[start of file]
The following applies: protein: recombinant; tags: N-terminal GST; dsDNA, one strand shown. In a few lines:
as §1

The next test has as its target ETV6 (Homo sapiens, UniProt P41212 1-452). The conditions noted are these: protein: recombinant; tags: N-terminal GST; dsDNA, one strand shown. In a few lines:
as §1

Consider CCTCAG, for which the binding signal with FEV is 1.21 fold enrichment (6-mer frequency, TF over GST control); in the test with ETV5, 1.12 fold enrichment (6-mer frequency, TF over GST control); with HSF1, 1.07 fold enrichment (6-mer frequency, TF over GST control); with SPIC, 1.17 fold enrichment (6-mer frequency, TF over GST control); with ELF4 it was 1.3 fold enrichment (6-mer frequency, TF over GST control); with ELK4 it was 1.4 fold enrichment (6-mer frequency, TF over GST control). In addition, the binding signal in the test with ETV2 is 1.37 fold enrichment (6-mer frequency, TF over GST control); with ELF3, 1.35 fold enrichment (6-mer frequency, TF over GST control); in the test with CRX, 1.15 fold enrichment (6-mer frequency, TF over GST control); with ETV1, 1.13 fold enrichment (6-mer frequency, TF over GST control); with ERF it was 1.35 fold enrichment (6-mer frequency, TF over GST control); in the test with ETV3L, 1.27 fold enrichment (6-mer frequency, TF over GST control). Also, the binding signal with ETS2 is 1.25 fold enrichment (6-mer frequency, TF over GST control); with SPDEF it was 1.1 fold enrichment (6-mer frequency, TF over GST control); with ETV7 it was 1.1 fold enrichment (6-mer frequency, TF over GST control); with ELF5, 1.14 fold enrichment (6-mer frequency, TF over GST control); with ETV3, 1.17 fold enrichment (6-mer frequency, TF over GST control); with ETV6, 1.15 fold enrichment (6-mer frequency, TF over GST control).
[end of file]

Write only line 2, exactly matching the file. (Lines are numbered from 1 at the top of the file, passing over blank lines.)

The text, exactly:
as §1